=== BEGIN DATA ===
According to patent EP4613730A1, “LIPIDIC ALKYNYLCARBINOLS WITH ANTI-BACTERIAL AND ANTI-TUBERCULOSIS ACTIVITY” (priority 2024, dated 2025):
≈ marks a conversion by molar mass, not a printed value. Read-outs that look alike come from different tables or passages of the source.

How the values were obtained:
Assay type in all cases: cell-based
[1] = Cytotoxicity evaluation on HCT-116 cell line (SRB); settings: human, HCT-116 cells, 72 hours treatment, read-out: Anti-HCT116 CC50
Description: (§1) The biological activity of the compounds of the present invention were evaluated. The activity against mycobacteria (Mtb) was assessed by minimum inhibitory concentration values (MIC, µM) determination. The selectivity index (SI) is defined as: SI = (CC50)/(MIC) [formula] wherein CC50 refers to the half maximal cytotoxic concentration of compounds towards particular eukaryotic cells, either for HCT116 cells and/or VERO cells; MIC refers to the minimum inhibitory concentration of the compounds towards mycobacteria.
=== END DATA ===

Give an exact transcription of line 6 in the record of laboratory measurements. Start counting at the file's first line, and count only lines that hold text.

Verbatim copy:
Description: (§1) The biological activity of the compounds of the present invention were evaluated. The activity against mycobacteria (Mtb) was assessed by minimum inhibitory concentration values (MIC, µM) determination. The selectivity index (SI) is defined as: SI = (CC50)/(MIC) [formula] wherein CC50 refers to the half maximal cytotoxic concentration of compounds towards particular eukaryotic cells, either for HCT116 cells and/or VERO cells; MIC refers to the minimum inhibitory concentration of the compounds towards mycobacteria.